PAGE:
A terrorist attack in Canada and the politicians who primed it

On Sunday, Islamophobic violence surfaced once again in Canada. It was former PM Stephen Harper who stoked it.

People are seen at a makeshift memorial at the scene where a man driving a pick-up truck jumped the curb and ran over a Muslim family in what police say was a deliberately targeted Islamophobic hate crime, in London, Ontario, Canada June 8, 2021 [Carlos Osorio/Reuters]

Not surprisingly, it took him a while.

Almost two days after a family on an evening walk in London, Ontario was mowed down like a set of bowling pins while waiting at an intersection by a terrorist driving a pick-up truck intent on killing Muslims, Canada’s former prime minister, Stephen Harper, briefly emerged from his agreeable life running a lucrative consultancy business to say something about the “tragedy”.

I suspect Harper’s tardiness in penning his obligatory tweet condemning “cruel acts of racial and faith based hatred” was likely the product, in part, of his vulgar record while prime minister as the accelerant-in-chief of fomenting suspicion and animus towards Muslims he was duty-bound to have, instead, welcomed and celebrated as loyal, devoted Canadians.

Once a rank politician, always a rank politician.

Given his documented history of stoking Islamophobia – with the enthusiastic approval of his many confederates within Canada’s sprawling right-wing-media-industrial complex – Harper likely paused to ponder the public relations risks or rewards of denouncing this nation’s latest heinous act of Islamophobia.

So, true to his calculating nature, Harper waited before sharing his typically soulless, exculpatory tweet with his equally ardent and unrepentant followers.

Indeed, Harper refused to even acknowledge that the massacred four and the critically injured boy were Muslims who followed the teachings of Islam – the premeditated victims of a young, white, assassin who, somewhere, at some time, was radicalised by someone or something.

Harper ended his perfunctory, unconvincing expression of sympathy for the grieving families with the suggestion that the murders were unfathomable.

Clearly, Harper has not only forgotten his noxious past but has been so busy making lots of money crisscrossing the globe leveraging the rarified contacts he made while prime minister to have noticed the epidemic of enmity directed at Canadian Muslims. He also, incredibly, neglected to recall the mass murder of six worshippers during evening prayers at a Quebec City mosque in January 2017 by another young, white, radicalised assassin.

Since Harper has apparently buried his history of pitting “old-stock” Christian-Canadians against Muslim-Canadians and his steadfast admirers in the fourth estate will, no doubt, deem it unbecoming at this “difficult time” to remind audiences of their man’s contemptible, divisive modus operandi, I am going to because decency and the jarring moment demand it.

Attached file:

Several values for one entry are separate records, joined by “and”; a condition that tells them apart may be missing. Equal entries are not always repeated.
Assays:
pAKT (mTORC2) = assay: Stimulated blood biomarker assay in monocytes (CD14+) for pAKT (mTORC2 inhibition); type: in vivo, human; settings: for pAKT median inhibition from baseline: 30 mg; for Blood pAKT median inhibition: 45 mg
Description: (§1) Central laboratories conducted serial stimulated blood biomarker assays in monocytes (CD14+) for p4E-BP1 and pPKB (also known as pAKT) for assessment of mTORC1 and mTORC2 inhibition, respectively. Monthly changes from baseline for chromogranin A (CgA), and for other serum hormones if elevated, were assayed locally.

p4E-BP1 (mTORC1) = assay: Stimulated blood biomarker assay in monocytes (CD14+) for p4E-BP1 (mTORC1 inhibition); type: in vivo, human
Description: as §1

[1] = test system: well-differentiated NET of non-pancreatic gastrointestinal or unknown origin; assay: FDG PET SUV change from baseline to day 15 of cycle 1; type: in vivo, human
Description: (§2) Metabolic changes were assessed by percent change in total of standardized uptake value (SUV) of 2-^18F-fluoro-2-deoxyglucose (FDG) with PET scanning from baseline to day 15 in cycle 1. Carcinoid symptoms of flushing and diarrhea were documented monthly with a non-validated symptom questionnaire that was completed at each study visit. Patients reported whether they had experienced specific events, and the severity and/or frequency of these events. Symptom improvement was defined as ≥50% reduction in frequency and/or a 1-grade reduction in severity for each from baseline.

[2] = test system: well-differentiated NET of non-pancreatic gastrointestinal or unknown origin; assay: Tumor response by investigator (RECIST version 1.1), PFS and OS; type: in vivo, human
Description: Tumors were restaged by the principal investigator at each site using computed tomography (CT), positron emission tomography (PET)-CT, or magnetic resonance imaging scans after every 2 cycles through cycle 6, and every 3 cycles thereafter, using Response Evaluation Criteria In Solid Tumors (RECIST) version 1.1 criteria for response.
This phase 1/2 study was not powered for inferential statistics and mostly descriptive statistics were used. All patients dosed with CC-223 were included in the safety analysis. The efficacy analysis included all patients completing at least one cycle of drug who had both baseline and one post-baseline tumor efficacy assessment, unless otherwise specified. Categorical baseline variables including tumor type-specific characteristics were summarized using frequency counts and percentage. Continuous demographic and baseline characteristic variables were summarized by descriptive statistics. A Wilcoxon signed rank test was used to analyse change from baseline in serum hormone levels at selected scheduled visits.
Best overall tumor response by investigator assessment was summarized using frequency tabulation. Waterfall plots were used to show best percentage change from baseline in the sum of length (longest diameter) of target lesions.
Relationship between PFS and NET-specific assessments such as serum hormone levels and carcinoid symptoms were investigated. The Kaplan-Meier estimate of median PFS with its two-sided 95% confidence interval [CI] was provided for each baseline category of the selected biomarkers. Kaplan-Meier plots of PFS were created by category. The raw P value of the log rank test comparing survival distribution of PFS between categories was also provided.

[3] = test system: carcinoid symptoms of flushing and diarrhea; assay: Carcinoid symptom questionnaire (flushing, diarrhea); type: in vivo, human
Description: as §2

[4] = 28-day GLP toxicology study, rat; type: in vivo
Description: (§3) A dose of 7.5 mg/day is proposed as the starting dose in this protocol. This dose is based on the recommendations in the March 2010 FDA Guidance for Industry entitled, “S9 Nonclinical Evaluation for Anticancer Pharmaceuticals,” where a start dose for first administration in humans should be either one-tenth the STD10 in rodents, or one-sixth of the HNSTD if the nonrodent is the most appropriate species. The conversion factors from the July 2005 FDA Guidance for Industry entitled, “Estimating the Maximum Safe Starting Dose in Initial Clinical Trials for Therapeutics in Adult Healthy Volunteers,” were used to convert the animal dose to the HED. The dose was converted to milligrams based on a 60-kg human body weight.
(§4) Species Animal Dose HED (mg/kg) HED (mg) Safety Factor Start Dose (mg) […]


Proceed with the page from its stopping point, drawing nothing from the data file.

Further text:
I will begin with Harper’s studied use of the combustible phrase “old-stock Canadians” at a leaders’ debate during the 2015 election campaign.

Harper, a bureaucrat as spontaneous as Rip Van Winkle, invoked the term allegedly to defend his petty government’s callous decision to deny health care to unsuccessful refugee claimants, insisting the move was supported by new immigrants and “old-stock Canadians” alike.

Despite subsequently denying that the phrase was malicious or insulting, Harper’s cynical, parochial intentions were plain: appeal to his largely white, Christian base while feeding a stubborn, malevolent undercurrent that only “old-stock Canadians” were bonafide Canadians.

Not done stoking ethnic discord, Harper later dispensed with the calibrated code and vowed to ban public servants from wearing hijabs and set up a tip line so presumably “old-stock Canadians” could snitch to the federal police on “new” but not true Canadians for their “barbaric cultural practices,” including, but not limited to, arranged marriages.

The obsequious cabinet ministers tasked by Harper with realising the sinister, blatantly intolerant edicts explained that the proposed hijab ban and Stasi-like snitch line were intended to “protect Canadian values.”

Sure they were.

That a prime minister would sully the office he held and shame the country he led by relying on and exploiting the sectarian tactics and rhetoric usually associated with segregationists in America’s Deep South in a futile bid to keep his job is the foul measure of the man who some Conservatives reportedly want to lead the faltering party again.